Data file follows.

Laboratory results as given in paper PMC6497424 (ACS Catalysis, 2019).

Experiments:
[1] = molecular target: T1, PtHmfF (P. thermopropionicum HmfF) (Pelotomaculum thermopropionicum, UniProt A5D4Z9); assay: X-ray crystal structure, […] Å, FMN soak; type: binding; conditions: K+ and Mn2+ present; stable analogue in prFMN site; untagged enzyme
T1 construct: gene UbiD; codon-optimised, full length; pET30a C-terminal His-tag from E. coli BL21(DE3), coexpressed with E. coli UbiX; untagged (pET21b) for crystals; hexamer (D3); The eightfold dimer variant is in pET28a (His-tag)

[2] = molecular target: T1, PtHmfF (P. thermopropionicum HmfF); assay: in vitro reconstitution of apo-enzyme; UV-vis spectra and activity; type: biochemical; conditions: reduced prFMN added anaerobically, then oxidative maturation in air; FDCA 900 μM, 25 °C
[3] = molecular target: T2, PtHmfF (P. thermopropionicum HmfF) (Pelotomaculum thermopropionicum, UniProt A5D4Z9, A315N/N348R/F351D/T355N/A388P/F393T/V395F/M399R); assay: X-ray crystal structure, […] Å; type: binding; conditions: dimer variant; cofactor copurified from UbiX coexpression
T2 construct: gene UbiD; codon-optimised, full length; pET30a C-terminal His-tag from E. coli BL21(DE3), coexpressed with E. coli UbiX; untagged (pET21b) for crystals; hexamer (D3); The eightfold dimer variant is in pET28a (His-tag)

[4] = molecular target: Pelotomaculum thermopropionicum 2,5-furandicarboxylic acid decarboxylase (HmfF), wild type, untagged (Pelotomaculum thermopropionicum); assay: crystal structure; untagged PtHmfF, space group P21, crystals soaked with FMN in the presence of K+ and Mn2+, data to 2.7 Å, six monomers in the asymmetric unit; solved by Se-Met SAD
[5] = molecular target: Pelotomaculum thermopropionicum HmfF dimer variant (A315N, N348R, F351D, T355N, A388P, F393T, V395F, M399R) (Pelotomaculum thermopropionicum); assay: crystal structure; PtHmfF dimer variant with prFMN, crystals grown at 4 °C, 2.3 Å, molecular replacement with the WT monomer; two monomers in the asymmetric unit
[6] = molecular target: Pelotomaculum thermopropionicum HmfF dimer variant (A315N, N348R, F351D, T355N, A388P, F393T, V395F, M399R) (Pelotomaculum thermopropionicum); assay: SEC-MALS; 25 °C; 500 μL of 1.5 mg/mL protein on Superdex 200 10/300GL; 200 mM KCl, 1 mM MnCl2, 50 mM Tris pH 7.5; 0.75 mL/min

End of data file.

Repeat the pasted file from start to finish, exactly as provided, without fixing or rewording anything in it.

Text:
Laboratory results as given in paper PMC6497424 (ACS Catalysis, 2019).

Experiments:
[1] = molecular target: T1, PtHmfF (P. thermopropionicum HmfF) (Pelotomaculum thermopropionicum, UniProt A5D4Z9); assay: X-ray crystal structure, […] Å, FMN soak; type: binding; conditions: K+ and Mn2+ present; stable analogue in prFMN site; untagged enzyme
T1 construct: gene UbiD; codon-optimised, full length; pET30a C-terminal His-tag from E. coli BL21(DE3), coexpressed with E. coli UbiX; untagged (pET21b) for crystals; hexamer (D3); The eightfold dimer variant is in pET28a (His-tag)

[2] = molecular target: T1, PtHmfF (P. thermopropionicum HmfF); assay: in vitro reconstitution of apo-enzyme; UV-vis spectra and activity; type: biochemical; conditions: reduced prFMN added anaerobically, then oxidative maturation in air; FDCA 900 μM, 25 °C
[3] = molecular target: T2, PtHmfF (P. thermopropionicum HmfF) (Pelotomaculum thermopropionicum, UniProt A5D4Z9, A315N/N348R/F351D/T355N/A388P/F393T/V395F/M399R); assay: X-ray crystal structure, […] Å; type: binding; conditions: dimer variant; cofactor copurified from UbiX coexpression
T2 construct: gene UbiD; codon-optimised, full length; pET30a C-terminal His-tag from E. coli BL21(DE3), coexpressed with E. coli UbiX; untagged (pET21b) for crystals; hexamer (D3); The eightfold dimer variant is in pET28a (His-tag)

[4] = molecular target: Pelotomaculum thermopropionicum 2,5-furandicarboxylic acid decarboxylase (HmfF), wild type, untagged (Pelotomaculum thermopropionicum); assay: crystal structure; untagged PtHmfF, space group P21, crystals soaked with FMN in the presence of K+ and Mn2+, data to 2.7 Å, six monomers in the asymmetric unit; solved by Se-Met SAD
[5] = molecular target: Pelotomaculum thermopropionicum HmfF dimer variant (A315N, N348R, F351D, T355N, A388P, F393T, V395F, M399R) (Pelotomaculum thermopropionicum); assay: crystal structure; PtHmfF dimer variant with prFMN, crystals grown at 4 °C, 2.3 Å, molecular replacement with the WT monomer; two monomers in the asymmetric unit
[6] = molecular target: Pelotomaculum thermopropionicum HmfF dimer variant (A315N, N348R, F351D, T355N, A388P, F393T, V395F, M399R) (Pelotomaculum thermopropionicum); assay: SEC-MALS; 25 °C; 500 μL of 1.5 mg/mL protein on Superdex 200 10/300GL; 200 mM KCl, 1 mM MnCl2, 50 mM Tris pH 7.5; 0.75 mL/min